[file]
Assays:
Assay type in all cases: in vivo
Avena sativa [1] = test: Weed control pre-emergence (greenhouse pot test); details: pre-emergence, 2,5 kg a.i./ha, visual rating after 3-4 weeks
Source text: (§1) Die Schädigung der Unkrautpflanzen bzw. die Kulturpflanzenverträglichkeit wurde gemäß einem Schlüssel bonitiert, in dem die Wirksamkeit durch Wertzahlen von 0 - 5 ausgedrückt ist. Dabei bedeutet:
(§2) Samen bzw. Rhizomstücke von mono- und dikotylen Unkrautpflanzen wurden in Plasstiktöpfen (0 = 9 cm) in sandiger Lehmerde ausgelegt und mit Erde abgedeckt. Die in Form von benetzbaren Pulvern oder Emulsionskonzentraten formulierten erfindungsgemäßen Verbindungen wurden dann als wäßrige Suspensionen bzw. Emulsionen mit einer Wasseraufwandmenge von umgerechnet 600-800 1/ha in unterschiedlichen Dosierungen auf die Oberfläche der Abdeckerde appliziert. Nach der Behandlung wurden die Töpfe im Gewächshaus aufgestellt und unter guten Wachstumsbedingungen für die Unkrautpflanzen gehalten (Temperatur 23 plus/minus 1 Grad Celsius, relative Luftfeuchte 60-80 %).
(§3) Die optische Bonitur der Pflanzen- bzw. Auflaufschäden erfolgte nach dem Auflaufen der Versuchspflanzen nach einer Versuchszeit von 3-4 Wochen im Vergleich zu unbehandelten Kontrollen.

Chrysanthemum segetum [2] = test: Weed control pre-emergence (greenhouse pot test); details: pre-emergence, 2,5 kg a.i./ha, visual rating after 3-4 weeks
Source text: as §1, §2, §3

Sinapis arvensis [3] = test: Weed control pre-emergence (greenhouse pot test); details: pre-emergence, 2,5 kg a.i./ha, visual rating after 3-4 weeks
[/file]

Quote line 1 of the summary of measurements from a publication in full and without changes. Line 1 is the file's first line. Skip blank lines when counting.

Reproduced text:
Assays: